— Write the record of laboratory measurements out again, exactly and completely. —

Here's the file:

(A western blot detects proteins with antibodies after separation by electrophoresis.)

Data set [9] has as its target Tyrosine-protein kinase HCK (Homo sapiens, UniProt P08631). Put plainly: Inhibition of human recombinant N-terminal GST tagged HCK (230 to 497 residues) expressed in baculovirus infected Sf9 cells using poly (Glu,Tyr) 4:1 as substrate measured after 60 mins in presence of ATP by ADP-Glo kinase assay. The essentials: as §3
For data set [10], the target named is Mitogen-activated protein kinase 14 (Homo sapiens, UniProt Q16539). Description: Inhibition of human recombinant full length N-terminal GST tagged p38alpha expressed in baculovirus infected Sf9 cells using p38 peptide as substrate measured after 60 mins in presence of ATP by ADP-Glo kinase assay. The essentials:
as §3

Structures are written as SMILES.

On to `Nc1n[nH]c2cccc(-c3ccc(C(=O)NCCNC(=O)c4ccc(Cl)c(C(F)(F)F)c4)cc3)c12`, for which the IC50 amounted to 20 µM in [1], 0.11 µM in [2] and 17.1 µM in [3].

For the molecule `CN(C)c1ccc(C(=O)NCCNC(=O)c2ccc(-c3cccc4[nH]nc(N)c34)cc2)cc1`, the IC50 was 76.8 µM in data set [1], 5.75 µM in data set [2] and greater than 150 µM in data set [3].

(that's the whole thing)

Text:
(A western blot detects proteins with antibodies after separation by electrophoresis.)

Data set [9] has as its target Tyrosine-protein kinase HCK (Homo sapiens, UniProt P08631). Put plainly: Inhibition of human recombinant N-terminal GST tagged HCK (230 to 497 residues) expressed in baculovirus infected Sf9 cells using poly (Glu,Tyr) 4:1 as substrate measured after 60 mins in presence of ATP by ADP-Glo kinase assay. The essentials: as §3
For data set [10], the target named is Mitogen-activated protein kinase 14 (Homo sapiens, UniProt Q16539). Description: Inhibition of human recombinant full length N-terminal GST tagged p38alpha expressed in baculovirus infected Sf9 cells using p38 peptide as substrate measured after 60 mins in presence of ATP by ADP-Glo kinase assay. The essentials:
as §3

Structures are written as SMILES.

On to `Nc1n[nH]c2cccc(-c3ccc(C(=O)NCCNC(=O)c4ccc(Cl)c(C(F)(F)F)c4)cc3)c12`, for which the IC50 amounted to 20 µM in [1], 0.11 µM in [2] and 17.1 µM in [3].

For the molecule `CN(C)c1ccc(C(=O)NCCNC(=O)c2ccc(-c3cccc4[nH]nc(N)c34)cc2)cc1`, the IC50 was 76.8 µM in data set [1], 5.75 µM in data set [2] and greater than 150 µM in data set [3].